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Stars' failure to generate offense among reasons for playoff elimination

Top line shut down by Blues, goalie Bishop did not get enough support

by Tracey Myers @Tramyers_NHL / NHL.com Staff Writer

The Dallas Stars were eliminated from the Stanley Cup Playoffs in seven games by the St. Louis Blues in the Western Conference Second Round.

The Stars earned the first wild card into the playoffs from the West and held a 3-2 lead in the best-of-7 series before the Blues won the final two games. Pat Maroon scored in the second overtime of Game 7 to eliminate the Stars with a 2-1 win at Enterprise Center on Tuesday.

Here are 5 reasons the Stars were eliminated:

 

1. Top players fall off

The top line of Jamie Benn, Tyler Seguin and Alexander Radulov didn't have the strongest impact. After combining for 18 points in six games against the Nashville Predators in the first round, they had 13 against St. Louis. None had a point in Game 7.

Seguin had five points (two goals, three assists), Radulov had four (one goal, three assists) and Benn had four (one goal, three assists) in the series. Radulov's only goal came in Game 3 and Benn scored in Game 1.

Video: Blues down Stars in seven, move on to West Final

 

2. Not enough support for Bishop

Ben Bishop, a finalist for the Vezina Trophy given to the goalie voted best in the NHL this season, was outstanding. But too often the Stars didn't provide him the necessary support.

Part of this, again, goes back to the offense. The Stars were not a high-scoring team even in the regular season, when they were tied with the Arizona Coyotes for 28th with 209 goals in 82 games and did not produce in the second round. After scoring 13 goals in the first four games, the Stars scored four in the final three.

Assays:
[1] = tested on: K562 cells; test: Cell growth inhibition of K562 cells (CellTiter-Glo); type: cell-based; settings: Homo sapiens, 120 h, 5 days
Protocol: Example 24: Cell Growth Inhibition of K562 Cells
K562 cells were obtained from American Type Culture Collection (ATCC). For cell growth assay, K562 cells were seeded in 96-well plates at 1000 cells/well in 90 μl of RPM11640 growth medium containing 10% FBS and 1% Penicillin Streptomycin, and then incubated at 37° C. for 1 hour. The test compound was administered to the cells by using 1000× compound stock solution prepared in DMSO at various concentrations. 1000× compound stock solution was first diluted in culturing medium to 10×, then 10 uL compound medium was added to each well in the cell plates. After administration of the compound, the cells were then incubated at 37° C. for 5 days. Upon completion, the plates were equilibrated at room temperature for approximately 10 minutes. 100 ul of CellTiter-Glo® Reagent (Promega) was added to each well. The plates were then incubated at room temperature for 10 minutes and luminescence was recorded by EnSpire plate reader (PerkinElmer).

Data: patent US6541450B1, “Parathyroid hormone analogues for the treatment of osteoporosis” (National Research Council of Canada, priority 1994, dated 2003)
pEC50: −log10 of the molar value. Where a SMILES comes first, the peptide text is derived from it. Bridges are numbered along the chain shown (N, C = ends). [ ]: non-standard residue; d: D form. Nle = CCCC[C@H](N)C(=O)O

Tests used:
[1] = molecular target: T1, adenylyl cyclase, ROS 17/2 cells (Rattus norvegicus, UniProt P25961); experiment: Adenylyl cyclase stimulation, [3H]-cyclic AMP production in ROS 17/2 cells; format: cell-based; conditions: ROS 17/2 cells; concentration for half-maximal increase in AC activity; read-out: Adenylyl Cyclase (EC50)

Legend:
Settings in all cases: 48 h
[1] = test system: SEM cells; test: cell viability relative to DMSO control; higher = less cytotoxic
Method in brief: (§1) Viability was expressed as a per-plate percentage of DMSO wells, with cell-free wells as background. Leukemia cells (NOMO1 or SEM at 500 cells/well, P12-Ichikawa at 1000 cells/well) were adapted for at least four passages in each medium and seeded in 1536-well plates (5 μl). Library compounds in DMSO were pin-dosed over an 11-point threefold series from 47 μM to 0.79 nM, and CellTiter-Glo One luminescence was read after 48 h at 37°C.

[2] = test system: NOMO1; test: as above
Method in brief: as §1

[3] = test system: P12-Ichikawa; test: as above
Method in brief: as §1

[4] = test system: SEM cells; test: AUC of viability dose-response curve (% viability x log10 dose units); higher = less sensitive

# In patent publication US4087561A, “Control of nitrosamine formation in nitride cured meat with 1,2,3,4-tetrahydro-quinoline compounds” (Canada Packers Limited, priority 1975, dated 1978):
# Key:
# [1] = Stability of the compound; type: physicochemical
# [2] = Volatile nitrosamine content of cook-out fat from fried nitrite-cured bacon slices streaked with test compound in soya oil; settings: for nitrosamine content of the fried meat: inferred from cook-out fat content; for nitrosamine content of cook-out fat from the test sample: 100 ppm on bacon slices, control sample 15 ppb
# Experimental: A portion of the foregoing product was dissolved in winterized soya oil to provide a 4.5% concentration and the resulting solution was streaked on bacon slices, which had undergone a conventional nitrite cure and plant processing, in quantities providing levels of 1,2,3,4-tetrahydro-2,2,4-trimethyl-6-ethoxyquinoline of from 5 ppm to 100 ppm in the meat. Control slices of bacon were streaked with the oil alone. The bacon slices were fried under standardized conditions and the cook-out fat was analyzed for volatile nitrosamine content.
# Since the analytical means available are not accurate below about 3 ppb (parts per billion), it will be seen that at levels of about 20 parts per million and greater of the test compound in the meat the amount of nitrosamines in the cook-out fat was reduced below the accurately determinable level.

3. Missed opportunity in Game 6

The Stars had a chance to eliminate the Blues at American Airlines Center on Sunday but looked lackluster from the start. The Blues had eight shots on goal before the Stars got their first.

Credit the Blues, who Stars coach Jim Montgomery said got better with each game, but there was no excuse for Dallas to play that poorly.

"We didn't play on our toes to start the game," Montgomery said. "Our third period wasn't good enough. Instead of playing together, I thought we played individualistic and I thought they capitalized on it."

Video: Bishop's 52 saves not enough for the Stars in Game 7

 

4. Not many power-play opportunities

The Stars were 8-for-36 (22.2 percent) on the power play in 13 playoff games but didn't get many chances against the Blues. They had 14 opportunities and scored on four of them (28.6 percent), but had one chance in Game 5 and none in Game 7. If you're trying to draw penalties, puck possession and sustained zone time helps. Dallas didn't have that on a consistent basis.

 

5. Depth scoring wasn't there

Getting offense from top players is expected but a strong playoff team must have depth scoring. The Stars didn't have it. As good as the third line of Blake Comeau, Radek Faksa and Andrew Cogliano was at shutting down opponents' top players, they combined for one point in seven games against the Blues (Cogliano's shorthanded goal in Game 3).

Jason Spezza was the best among the depth forwards with four points (three goals, one assist) in seven games.

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